MÁLAGA FOURTH MOST URBANISED PROVINCE

By David Eade

MÁLAGA HAS THE FOURTH LARGEST PERCENTAGE OF ITS LAND GIVEN OVER TO BUILDINGS OR URBAN DEVELOPMENTS IN SPAIN.

The province has 5.59 per cent of its surface area given over to urban use, which totals 408 square kilometres or 408 million square metres. Only Madrid with 10.4 per cent, Barcelona 9.3 per cent and Alicante 6.51 per cent exceed the Málaga totals.

The figures were announced at the recent presentation of the strategic plan for Málaga Province (Madeca 10). The document recognised the spectacular development of the Costa del Sol in recent years, which has resulted in urban congestion occurring in some municipalities. Rafael Rodríguez, the first vice-president of the Diputacíon de Málaga observed that the development in these municipalities owed more to private than collective interests.

'ALARMING LEVELS'

In some of the municipalities of the Costa del Sol, the urban congestion has reached 'alarming levels'. For instance in Fuengirola 94.90 per cent of the available land has been given over to urban development and only 5.10 per cent is protected. This contrasts to the municipality of Casares, which has 4 per cent given over to urban land and 96 per cent protected.

Professor Federico Benjamín Galacho of Málaga University said that it was of little benefit for one municipality to have urban congestion whilst another had little urban land. He called for a regional body such as the provincial delegation or regional government to intervene. He also said that it was necessary for the town halls to have a better environmental conscience.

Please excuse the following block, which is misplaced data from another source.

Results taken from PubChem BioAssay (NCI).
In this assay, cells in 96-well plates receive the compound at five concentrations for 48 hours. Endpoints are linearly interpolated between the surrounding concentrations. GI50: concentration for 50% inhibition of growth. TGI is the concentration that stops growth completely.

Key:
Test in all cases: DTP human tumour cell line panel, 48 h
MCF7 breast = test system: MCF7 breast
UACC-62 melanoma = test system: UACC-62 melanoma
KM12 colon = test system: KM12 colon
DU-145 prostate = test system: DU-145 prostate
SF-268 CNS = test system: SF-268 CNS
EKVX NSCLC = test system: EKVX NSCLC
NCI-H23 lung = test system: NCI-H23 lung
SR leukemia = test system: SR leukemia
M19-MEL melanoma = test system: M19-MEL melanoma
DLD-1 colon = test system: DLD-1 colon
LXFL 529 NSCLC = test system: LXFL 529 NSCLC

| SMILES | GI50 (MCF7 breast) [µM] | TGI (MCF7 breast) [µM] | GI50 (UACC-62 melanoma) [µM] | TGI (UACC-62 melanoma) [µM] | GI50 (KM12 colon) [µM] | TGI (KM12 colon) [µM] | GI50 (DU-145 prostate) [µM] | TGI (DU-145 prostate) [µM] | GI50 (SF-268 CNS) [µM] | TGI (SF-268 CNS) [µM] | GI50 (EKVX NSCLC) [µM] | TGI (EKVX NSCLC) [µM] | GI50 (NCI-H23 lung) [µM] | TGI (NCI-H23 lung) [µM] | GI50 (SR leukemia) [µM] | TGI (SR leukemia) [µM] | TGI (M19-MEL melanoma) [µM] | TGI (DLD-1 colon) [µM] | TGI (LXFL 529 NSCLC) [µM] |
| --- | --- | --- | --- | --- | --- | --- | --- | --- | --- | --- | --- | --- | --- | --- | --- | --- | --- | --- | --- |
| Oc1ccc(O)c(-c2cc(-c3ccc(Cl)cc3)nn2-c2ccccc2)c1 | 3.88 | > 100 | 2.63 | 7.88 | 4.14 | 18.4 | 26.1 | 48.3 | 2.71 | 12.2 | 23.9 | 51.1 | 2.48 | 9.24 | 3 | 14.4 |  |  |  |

Levels of classification in other areas, include Málaga City with an urbanisation level of 13.35 per cent; Marbella with 53.77 per cent, Mijas with 65.42 per cent and Rincón de la Victoria with 27.22 per cent.

NERJA CLINIC IN REGIONAL DISPUTE

By Dave Jamieson

Nerja's Town Hall and the Junta de Andalucía are in dispute over the use of a dialysis clinic in the town. The debate centres on whether the building is or is not licensed to be used as tourist accommodation, in addition to being used a medical centre. The Mayor of Nerja, José Albert Armijo, closed the clinic in Calle Filipinas, close to Burriana Beach, saying that its licence to operate did not permit five flats above the clinic being rented to holiday makers, the understanding being that they would be used only by patients before and after treatment.

Local police had reported that, in fact, the building had not been used for any medical activity, but functioned simply as an apartment block. Last week at court in Torrox, one of the two representatives of the building's owner, Elmar Karg, issued a denuncia against the police, stating that the Junta de Andalucía had, in fact, authorised its tourism exploitation, and on Friday, the regional tourism and sports delegate, María José Lanzat, confirmed the authorisation to Nerja Town Hall. Now, Mayor Armijo has asked regional government to annul this, stating that it is in conflict with the town's General Urban Ordinance Plan which lists the building for use solely as a medical centre.